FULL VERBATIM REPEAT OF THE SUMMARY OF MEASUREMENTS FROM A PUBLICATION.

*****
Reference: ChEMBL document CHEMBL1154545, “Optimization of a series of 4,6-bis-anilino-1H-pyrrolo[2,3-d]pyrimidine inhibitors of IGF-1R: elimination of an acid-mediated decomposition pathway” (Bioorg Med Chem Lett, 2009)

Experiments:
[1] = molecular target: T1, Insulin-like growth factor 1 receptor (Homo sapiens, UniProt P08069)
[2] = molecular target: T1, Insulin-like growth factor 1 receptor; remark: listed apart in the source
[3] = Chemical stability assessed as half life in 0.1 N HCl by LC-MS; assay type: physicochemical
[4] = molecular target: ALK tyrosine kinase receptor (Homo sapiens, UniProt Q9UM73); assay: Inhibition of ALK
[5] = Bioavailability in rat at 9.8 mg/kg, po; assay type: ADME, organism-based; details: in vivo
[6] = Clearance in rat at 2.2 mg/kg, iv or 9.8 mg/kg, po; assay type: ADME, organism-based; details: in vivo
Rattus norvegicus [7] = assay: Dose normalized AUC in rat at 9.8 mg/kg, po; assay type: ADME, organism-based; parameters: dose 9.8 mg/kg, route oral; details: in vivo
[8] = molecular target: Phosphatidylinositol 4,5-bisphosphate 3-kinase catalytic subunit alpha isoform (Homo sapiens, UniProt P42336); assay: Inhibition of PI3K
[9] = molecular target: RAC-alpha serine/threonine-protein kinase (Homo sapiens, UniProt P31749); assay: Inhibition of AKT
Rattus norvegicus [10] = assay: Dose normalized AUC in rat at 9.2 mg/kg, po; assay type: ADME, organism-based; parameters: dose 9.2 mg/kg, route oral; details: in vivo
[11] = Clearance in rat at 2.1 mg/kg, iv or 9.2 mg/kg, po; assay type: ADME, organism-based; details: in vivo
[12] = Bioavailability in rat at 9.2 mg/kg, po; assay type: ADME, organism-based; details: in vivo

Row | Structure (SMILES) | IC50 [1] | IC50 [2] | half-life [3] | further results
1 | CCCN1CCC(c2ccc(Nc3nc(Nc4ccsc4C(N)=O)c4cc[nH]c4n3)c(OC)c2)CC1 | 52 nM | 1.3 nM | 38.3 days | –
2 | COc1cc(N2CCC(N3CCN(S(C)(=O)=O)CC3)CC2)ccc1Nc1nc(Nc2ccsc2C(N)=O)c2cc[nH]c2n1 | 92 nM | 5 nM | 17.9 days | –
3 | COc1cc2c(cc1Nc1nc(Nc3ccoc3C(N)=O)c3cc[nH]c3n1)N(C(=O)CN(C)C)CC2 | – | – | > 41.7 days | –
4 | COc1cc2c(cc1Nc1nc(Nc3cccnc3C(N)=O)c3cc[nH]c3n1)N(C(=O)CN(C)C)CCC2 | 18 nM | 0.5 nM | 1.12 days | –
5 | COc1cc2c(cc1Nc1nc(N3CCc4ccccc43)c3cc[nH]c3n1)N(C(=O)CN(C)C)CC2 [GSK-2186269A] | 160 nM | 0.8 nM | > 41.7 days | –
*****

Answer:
Reference: ChEMBL document CHEMBL1154545, “Optimization of a series of 4,6-bis-anilino-1H-pyrrolo[2,3-d]pyrimidine inhibitors of IGF-1R: elimination of an acid-mediated decomposition pathway” (Bioorg Med Chem Lett, 2009)

Experiments:
[1] = molecular target: T1, Insulin-like growth factor 1 receptor (Homo sapiens, UniProt P08069)
[2] = molecular target: T1, Insulin-like growth factor 1 receptor; remark: listed apart in the source
[3] = Chemical stability assessed as half life in 0.1 N HCl by LC-MS; assay type: physicochemical
[4] = molecular target: ALK tyrosine kinase receptor (Homo sapiens, UniProt Q9UM73); assay: Inhibition of ALK
[5] = Bioavailability in rat at 9.8 mg/kg, po; assay type: ADME, organism-based; details: in vivo
[6] = Clearance in rat at 2.2 mg/kg, iv or 9.8 mg/kg, po; assay type: ADME, organism-based; details: in vivo
Rattus norvegicus [7] = assay: Dose normalized AUC in rat at 9.8 mg/kg, po; assay type: ADME, organism-based; parameters: dose 9.8 mg/kg, route oral; details: in vivo
[8] = molecular target: Phosphatidylinositol 4,5-bisphosphate 3-kinase catalytic subunit alpha isoform (Homo sapiens, UniProt P42336); assay: Inhibition of PI3K
[9] = molecular target: RAC-alpha serine/threonine-protein kinase (Homo sapiens, UniProt P31749); assay: Inhibition of AKT
Rattus norvegicus [10] = assay: Dose normalized AUC in rat at 9.2 mg/kg, po; assay type: ADME, organism-based; parameters: dose 9.2 mg/kg, route oral; details: in vivo
[11] = Clearance in rat at 2.1 mg/kg, iv or 9.2 mg/kg, po; assay type: ADME, organism-based; details: in vivo
[12] = Bioavailability in rat at 9.2 mg/kg, po; assay type: ADME, organism-based; details: in vivo

Row | Structure (SMILES) | IC50 [1] | IC50 [2] | half-life [3] | further results
1 | CCCN1CCC(c2ccc(Nc3nc(Nc4ccsc4C(N)=O)c4cc[nH]c4n3)c(OC)c2)CC1 | 52 nM | 1.3 nM | 38.3 days | –
2 | COc1cc(N2CCC(N3CCN(S(C)(=O)=O)CC3)CC2)ccc1Nc1nc(Nc2ccsc2C(N)=O)c2cc[nH]c2n1 | 92 nM | 5 nM | 17.9 days | –
3 | COc1cc2c(cc1Nc1nc(Nc3ccoc3C(N)=O)c3cc[nH]c3n1)N(C(=O)CN(C)C)CC2 | – | – | > 41.7 days | –
4 | COc1cc2c(cc1Nc1nc(Nc3cccnc3C(N)=O)c3cc[nH]c3n1)N(C(=O)CN(C)C)CCC2 | 18 nM | 0.5 nM | 1.12 days | –
5 | COc1cc2c(cc1Nc1nc(N3CCc4ccccc43)c3cc[nH]c3n1)N(C(=O)CN(C)C)CC2 [GSK-2186269A] | 160 nM | 0.8 nM | > 41.7 days | –